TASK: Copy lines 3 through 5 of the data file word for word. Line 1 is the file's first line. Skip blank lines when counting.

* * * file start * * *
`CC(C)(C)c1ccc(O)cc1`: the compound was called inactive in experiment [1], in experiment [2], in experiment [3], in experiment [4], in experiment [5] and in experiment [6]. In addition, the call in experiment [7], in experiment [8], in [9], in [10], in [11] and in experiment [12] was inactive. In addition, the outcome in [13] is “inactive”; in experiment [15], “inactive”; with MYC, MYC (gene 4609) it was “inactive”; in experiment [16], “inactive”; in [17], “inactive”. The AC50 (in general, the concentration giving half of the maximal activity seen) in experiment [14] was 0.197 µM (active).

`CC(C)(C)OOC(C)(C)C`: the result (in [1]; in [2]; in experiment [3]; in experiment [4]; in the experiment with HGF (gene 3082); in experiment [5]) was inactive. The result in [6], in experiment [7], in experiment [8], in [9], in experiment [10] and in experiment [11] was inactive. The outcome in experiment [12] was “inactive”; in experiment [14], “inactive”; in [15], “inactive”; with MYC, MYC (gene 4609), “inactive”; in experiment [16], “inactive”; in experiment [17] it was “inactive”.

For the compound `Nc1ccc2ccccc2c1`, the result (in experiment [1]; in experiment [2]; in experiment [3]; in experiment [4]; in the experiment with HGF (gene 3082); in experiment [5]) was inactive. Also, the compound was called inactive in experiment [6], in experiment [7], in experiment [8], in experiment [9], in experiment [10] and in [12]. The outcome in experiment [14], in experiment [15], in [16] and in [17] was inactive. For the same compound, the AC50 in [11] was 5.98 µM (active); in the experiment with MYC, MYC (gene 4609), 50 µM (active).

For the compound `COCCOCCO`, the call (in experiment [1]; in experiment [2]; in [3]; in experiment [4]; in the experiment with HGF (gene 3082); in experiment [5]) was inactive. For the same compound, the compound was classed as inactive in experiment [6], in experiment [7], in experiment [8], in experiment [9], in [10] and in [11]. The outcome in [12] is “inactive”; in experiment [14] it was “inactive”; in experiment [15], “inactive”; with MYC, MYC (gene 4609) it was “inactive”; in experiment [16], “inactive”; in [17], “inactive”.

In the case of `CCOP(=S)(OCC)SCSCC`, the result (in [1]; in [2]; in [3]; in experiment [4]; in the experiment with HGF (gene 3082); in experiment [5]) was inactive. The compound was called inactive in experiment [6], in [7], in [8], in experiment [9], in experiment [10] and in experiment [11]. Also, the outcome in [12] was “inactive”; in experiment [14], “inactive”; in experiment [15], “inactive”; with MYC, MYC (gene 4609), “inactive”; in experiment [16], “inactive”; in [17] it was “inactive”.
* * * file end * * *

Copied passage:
For the compound `Nc1ccc2ccccc2c1`, the result (in experiment [1]; in experiment [2]; in experiment [3]; in experiment [4]; in the experiment with HGF (gene 3082); in experiment [5]) was inactive. Also, the compound was called inactive in experiment [6], in experiment [7], in experiment [8], in experiment [9], in experiment [10] and in [12]. The outcome in experiment [14], in experiment [15], in [16] and in [17] was inactive. For the same compound, the AC50 in [11] was 5.98 µM (active); in the experiment with MYC, MYC (gene 4609), 50 µM (active).

For the compound `COCCOCCO`, the call (in experiment [1]; in experiment [2]; in [3]; in experiment [4]; in the experiment with HGF (gene 3082); in experiment [5]) was inactive. For the same compound, the compound was classed as inactive in experiment [6], in experiment [7], in experiment [8], in experiment [9], in [10] and in [11]. The outcome in [12] is “inactive”; in experiment [14] it was “inactive”; in experiment [15], “inactive”; with MYC, MYC (gene 4609) it was “inactive”; in experiment [16], “inactive”; in [17], “inactive”.

In the case of `CCOP(=S)(OCC)SCSCC`, the result (in [1]; in [2]; in [3]; in experiment [4]; in the experiment with HGF (gene 3082); in experiment [5]) was inactive. The compound was called inactive in experiment [6], in [7], in [8], in experiment [9], in experiment [10] and in experiment [11]. Also, the outcome in [12] was “inactive”; in experiment [14], “inactive”; in experiment [15], “inactive”; with MYC, MYC (gene 4609), “inactive”; in experiment [16], “inactive”; in [17] it was “inactive”.